Tuesday, 8 February 2011

Bad Press And Brief Encounters

The shark is a much-maligned, misunderstood creature; by the majority of humans on the planet, at least. Much of it is down to a primal fear of these apex predators. When in the water, we are in an alien environment; thousands of cubic metres of ocean below us, containing a variety of threats. The fact that sharks kill, on average, 70 people per year...compared to humans killing 100 million sharks a year, I would argue points to the human as the villain. The continued slaughter of these magnificent animals, simply for the tastes of wealthy Asian diners, means that within our lifetime sharks may be on the verge of extinction; and shark-fin soup will definitely be off the menu. I heard a tale from a Mexican diver who said there are no bull sharks in Playa del Carmen any longer. There was a healthy population until recently, when divers discovered the carcasses of twenty finned sharks lying dead at the bottom of a reef system a few miles offshore. Man's selfishness always ceases to amaze me.

Whenever the subject of diving comes up, I've lost count of the number of times people ask me whether I worry about sharks or not. Worry? Sharks are one of the main reasons I dive. Being in the ocean with a creature larger and more powerful than yourself is a humbling experience, and reinforces an essential respect for this aquatic environment; it's a privilege I'll never take for granted. And when it comes to attacks on humans, this is generally down to mistaken identity. A shark's eyesight is not its stongest sense, and it relies on exploratory bites to find out exactly what something is. Most attacks are a single bite and, when the shark realises the meat is not rich in the oils and fat they usually eat, the prey is discarded. Unfortunately for the human subject of the bite, this means losing a limb or bleeding to death. Most attacks occur on the surface, where a swimming human can appear to a shark as a fish in distress. Divers are rarely the subject of attacks; only the great white threatens us.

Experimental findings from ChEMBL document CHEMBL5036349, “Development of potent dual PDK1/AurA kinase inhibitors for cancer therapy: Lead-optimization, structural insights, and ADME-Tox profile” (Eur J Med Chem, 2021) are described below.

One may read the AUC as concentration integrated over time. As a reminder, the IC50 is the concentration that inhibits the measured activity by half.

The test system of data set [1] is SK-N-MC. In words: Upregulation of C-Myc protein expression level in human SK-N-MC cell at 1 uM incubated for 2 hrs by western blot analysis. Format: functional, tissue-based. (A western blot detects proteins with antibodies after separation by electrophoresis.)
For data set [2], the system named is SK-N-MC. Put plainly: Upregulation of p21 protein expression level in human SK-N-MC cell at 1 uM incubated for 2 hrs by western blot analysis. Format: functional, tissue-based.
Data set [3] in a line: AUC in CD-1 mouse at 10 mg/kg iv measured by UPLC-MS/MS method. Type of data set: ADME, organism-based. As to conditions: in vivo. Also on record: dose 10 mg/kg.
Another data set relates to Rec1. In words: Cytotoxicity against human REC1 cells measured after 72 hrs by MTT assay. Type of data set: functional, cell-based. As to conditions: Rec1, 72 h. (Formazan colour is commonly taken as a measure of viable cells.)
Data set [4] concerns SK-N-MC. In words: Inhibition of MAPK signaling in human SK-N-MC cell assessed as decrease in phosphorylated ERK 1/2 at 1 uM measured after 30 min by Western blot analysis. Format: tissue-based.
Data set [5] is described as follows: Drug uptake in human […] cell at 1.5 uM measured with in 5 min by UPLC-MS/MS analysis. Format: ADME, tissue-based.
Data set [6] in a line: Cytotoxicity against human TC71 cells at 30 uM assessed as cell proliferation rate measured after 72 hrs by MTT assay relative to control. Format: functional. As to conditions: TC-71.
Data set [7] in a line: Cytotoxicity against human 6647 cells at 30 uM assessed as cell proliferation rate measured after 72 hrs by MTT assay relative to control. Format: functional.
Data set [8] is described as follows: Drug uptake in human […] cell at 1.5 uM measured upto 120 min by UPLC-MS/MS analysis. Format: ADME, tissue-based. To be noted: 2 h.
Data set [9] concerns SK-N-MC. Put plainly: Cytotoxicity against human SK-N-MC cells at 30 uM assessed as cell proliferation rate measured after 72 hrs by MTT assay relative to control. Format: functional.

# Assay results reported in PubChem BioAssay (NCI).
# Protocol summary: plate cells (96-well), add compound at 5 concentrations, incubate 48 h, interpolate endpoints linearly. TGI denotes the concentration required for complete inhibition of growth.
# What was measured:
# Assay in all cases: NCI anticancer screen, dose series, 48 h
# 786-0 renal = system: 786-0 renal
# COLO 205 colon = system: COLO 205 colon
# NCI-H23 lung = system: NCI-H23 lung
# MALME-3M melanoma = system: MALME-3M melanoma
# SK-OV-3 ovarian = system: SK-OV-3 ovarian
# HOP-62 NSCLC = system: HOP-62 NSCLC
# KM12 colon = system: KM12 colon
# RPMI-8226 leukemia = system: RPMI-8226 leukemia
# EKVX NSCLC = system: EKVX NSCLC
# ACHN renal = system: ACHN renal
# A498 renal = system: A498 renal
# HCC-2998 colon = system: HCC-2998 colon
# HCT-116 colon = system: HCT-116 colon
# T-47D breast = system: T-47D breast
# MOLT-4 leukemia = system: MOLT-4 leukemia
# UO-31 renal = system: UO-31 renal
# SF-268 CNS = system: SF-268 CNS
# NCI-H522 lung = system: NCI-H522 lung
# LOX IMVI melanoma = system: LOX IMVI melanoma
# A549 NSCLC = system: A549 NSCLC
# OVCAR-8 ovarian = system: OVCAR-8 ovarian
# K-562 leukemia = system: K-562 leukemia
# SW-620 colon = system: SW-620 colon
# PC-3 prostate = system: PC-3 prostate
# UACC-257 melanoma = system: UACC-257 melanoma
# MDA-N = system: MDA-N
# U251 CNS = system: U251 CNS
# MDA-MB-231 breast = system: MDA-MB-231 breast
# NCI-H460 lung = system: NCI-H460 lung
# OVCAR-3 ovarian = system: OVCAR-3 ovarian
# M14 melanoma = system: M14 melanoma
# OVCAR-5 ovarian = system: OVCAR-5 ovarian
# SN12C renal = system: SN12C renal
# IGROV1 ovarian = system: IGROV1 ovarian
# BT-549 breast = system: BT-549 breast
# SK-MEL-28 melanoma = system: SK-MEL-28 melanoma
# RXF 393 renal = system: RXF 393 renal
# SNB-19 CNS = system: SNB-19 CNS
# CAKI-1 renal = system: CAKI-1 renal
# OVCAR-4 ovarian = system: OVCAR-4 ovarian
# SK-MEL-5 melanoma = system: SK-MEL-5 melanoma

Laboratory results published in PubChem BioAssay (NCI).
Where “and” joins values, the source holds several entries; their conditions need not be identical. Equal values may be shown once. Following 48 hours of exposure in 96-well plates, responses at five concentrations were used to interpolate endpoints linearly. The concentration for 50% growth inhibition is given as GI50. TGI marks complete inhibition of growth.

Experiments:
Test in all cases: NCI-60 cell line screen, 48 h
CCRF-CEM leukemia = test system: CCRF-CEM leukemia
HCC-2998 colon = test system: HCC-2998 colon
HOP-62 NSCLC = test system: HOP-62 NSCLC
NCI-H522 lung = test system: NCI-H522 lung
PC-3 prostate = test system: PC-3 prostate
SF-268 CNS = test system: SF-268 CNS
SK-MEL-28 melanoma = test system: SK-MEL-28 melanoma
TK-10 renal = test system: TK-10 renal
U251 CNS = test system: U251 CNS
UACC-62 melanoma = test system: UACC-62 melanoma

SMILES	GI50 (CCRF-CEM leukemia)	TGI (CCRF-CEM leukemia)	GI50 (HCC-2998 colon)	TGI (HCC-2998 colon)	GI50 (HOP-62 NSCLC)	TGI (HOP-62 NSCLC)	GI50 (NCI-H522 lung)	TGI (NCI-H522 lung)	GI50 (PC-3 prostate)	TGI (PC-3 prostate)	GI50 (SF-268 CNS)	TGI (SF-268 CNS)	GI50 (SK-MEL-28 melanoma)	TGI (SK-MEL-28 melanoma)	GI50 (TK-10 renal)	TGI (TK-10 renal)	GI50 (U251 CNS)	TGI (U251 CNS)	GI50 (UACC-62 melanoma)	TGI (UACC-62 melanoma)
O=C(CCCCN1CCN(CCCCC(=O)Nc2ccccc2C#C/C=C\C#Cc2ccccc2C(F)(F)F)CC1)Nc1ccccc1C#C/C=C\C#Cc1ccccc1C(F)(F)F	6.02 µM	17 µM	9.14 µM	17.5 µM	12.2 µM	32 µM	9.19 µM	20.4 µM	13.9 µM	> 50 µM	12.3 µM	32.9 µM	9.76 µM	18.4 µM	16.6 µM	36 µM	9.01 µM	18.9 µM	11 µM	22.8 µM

On one dive in Ras Mohammad National Park, I was to get close-up with what is considered one of the more dangerous sharks to humans, responsible for more attacks than all other sharks put together: the oceanic white tip. So far in my diving experience I have come across white-tip and black-tip reef sharks: slender, essentially timid creatures, not in the least frightening. The oceanic is what I would describe as a proper shark: more typically shark-shaped and muscular. A few days previous to our arrival, four snorkellers had been injured in two separate incidents by a suspected oceanic or mako shark. Swimming was banned until the authorities deemed it safe, and fishermen caught and killed two other species not suspected of the attack. Less than a week later, a German woman foolishly decided it was fine to go back in, and was mauled to death. Several causes have been mooted for the sharks being so close to the shore, among them the illegal dumping of sheep carcasses at sea, and the feeding of sharks by dive operations to entertain their customers. Sharks have come to associate us with food.